I'm an 'Angry Disabled Girl' Sometimes, and That's OK
When my mitochondrial disease started progressing rapidly and I dove feet first into the category of “Disabled Girl” and “Wheelchair User,” I wanted to stay the same person and not be changed heavily by my disability. All me, just now in a wheelchair.
Part of what fueled my stubbornness was that it seemed like the people with disabilities I knew were always angry.
Angry at doctors.
Angry at able-bodied people.
Angry at their environment.
Angry at society.
I saw this anger and to me it looked so ugly. I wanted so much to be “above” that anger. While some people were hitting people with their canes and “running over” people with their wheelchairs, I would educate people about mitochondrial disease. While some were snapping at able-bodied people for saying the phrase “wheelchair bound,” I was going to tell everyone that without my wheelchair I would be bed bound. But as you can imagine, things are not that simple.
One Monday changed my perspective. It started with me calling an Uber to my apartment. When the driver got there, he kept yelling “The door is open!” I eventually transferred into the back and asked him nicely to put the frame of the chair into the back. He then went on, saying he didn’t have to help me and that most “wheelchair bound” people take paratransit. After a minute or two he did put my frame in the trunk. But of course he didn’t stop there, he had to mention that when he picked me up that he didn’t know I was in a wheelchair; he just thought I was short. Only last week I had two Uber drivers cancel on me on the same day. And if you think this problem is confined to Uber, I’ve had paratransit drivers say I have “too many problems” to ride and that I’m “too much of a liability.” Every time I leave my house I take a gamble.
I was supposed to take a wheelchair accessible taxi to my college on Tuesday so I could go to class in my electric wheelchair, but they sent a standard cab instead, with the excuse that they only have a limited number of accessible vehicles and I should have called two days ahead. Never mind the fact I tried to confirm the wheelchair taxi many times. It’s just my luck my doctor admitted me to the hospital a couple hours later anyway — at least I don’t have to worry about the ambulance being accessible.
So what does this have to do with my anger? This stuff happens to me every day. And while I don’t care about every little thing, these daily hassles build, especially when you have as little energy as I do. And with little energy comes little energy to respond to discrimination.
Take for instance this woman in my building — let’s call her Linda. She loves to come out of nowhere and “help” me. She does stuff like opening the door in a way that doesn’t let me get through, and offering constant inspirational advice. Linda can’t believe I can open the door to my apartment. Linda wants to congratulate me on pressing the button to close the elevator door. Linda would like me to to know it’s so nice that the doctors “let me out in the world.” No joke, she actually said that.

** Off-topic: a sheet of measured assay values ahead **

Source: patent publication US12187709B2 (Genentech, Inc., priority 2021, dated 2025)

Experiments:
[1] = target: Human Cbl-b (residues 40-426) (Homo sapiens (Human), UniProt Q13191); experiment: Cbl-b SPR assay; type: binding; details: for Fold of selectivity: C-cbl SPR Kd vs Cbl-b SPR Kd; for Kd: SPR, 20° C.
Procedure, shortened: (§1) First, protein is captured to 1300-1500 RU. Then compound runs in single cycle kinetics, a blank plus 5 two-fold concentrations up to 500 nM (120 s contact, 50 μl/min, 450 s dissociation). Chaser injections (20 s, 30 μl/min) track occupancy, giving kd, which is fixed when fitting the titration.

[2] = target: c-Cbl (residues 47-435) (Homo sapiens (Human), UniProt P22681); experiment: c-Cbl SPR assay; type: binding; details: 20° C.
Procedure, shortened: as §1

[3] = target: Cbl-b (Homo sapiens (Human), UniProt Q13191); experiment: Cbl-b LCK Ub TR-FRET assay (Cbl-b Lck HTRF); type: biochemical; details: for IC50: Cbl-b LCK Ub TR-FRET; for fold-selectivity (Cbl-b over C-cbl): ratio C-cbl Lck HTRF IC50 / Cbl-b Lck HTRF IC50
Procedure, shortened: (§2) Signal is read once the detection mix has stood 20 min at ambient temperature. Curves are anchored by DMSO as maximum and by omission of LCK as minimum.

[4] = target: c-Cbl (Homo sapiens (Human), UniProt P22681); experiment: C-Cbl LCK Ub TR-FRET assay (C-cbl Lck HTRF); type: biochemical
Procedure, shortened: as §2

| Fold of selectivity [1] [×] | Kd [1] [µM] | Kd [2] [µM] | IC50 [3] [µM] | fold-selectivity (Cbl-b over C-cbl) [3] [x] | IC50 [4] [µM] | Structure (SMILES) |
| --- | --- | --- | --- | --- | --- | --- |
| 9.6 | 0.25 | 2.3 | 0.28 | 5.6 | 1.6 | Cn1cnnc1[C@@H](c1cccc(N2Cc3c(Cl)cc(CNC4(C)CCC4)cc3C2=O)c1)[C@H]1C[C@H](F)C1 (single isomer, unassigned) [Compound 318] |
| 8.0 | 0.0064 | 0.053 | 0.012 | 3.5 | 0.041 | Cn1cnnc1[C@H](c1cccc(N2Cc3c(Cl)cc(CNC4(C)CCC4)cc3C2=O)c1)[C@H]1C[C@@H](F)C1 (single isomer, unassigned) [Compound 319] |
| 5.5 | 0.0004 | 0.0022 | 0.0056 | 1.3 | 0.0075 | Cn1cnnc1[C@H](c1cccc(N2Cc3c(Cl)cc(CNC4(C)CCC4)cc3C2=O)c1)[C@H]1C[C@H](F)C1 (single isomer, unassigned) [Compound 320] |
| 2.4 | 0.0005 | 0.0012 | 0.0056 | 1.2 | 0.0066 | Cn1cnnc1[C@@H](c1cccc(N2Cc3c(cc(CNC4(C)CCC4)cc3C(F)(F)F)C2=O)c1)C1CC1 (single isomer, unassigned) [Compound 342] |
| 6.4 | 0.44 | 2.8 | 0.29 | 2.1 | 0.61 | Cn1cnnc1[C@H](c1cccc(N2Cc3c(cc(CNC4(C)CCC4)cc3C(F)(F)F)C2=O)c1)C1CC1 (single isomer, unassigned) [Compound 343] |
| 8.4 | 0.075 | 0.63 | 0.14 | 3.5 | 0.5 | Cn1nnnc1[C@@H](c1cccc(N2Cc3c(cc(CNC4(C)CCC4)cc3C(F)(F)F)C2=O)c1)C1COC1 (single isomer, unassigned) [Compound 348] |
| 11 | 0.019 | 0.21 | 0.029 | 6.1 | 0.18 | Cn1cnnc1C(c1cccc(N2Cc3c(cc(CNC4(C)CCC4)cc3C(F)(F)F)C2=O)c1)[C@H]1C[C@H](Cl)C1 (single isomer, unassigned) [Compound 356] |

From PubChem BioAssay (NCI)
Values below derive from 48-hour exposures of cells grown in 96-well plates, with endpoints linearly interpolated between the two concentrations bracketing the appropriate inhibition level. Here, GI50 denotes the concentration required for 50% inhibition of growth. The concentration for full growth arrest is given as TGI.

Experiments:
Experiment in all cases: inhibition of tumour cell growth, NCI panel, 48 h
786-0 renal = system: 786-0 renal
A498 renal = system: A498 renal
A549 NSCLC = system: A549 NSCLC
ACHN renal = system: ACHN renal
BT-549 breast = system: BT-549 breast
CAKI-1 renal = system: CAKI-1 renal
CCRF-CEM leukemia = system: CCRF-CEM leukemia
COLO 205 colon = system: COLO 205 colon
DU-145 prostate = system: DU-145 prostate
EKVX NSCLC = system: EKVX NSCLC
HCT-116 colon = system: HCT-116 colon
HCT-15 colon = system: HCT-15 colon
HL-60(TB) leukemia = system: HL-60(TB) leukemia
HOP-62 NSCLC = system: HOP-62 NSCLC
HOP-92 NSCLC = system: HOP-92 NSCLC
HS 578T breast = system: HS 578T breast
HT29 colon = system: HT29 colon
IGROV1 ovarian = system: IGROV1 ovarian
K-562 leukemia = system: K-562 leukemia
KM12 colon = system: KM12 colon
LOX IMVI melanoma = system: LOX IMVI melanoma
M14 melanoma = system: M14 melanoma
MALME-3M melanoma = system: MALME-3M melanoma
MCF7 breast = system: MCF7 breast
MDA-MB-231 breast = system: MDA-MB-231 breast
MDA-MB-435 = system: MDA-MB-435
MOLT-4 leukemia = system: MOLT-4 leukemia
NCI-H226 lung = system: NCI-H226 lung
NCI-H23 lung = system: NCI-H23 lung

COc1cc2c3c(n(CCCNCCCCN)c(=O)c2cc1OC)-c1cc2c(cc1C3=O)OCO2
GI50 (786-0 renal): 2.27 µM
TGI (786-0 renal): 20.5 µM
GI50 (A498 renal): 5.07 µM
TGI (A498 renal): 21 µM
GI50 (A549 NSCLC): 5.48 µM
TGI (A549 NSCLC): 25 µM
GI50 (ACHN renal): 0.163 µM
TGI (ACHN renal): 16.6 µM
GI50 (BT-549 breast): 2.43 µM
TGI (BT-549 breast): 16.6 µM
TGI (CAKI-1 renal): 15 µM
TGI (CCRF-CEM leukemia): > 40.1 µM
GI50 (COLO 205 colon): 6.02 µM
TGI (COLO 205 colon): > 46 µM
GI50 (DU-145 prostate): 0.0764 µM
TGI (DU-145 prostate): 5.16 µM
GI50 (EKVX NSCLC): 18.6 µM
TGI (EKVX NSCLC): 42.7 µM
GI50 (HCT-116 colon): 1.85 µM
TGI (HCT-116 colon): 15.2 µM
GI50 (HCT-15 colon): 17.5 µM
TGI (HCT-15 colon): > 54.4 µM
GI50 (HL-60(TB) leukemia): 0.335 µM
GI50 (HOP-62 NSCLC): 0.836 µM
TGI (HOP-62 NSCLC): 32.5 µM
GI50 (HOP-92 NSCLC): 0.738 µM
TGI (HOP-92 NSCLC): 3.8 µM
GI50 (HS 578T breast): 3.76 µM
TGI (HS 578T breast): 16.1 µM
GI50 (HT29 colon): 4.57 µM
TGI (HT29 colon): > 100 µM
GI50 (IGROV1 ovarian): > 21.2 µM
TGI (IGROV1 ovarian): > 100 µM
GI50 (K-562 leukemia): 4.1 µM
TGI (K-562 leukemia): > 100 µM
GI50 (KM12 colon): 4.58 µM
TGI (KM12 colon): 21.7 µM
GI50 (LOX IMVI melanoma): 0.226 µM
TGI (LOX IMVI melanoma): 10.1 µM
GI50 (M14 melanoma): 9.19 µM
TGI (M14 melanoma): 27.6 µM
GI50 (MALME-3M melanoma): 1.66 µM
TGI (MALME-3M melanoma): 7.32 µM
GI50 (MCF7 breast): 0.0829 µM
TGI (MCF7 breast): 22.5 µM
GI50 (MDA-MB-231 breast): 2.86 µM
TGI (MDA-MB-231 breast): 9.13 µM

When I leave for physical therapy, Linda is there at the front door. When I go to class, Linda is there in the elevator. When I’m watching Trump win the New York primaries, Linda is there to tell me I’m so pretty for a girl in my condition.
The first couple times I nodded and said I have to go; the rest of the time, I tried to ignore her. But one special day when she came up to me, I couldn’t hold it in.
The same day I had to deal with someone parked in front of the sidewalk so I couldn’t leave my building.
The same day I had to deal with the Uber who quit once he saw I’m a wheelchair user.
The same day I had to wait two hours to pick up a single written prescription.
The same day I had to army crawl to get under the door in the wheelchair accessible stall at Hopkins, the #1 hospital in the US.
When I got home on that day, when she told me “good job” as I got my mail, I did not hesitate to tell her how rude she was being. I told her she was talking to me as if I was a toddler, and that wasn’t OK. She did not take kindly to this. It was as if I questioned her entire worldview, which in a way I had.
In that moment I realized I had become what I tried so hard to avoid. I was that Angry Disabled Girl.
But I wasn’t one by some malicious choice or attitude. Our lives as severely ill and disabled young adults are so much harder than those of our peers. Even the smallest things can turn into an ordeal, and those ordeals accumulate when you are running on poor sleep, fatigue, and lots of pain. Could I have been nicer to her specifically? Definitely, but that moment of anger was the wake up call.
I don’t think anger is necessarily a bad thing, as long as we take that anger and put it into social change to make our local communities better. You can make a difference in your town or your city. At the very least, you can share your anger and struggle to inspire others to fight for accessibility.
I truly believe most ableism and inaccessibility comes from ignorance. At least with anger our voices are heard and noticed. As long as I learn to direct my anger at problems and inaccessibility and not at people, I don’t think I mind being an Angry Disabled Girl, at least every once in a while.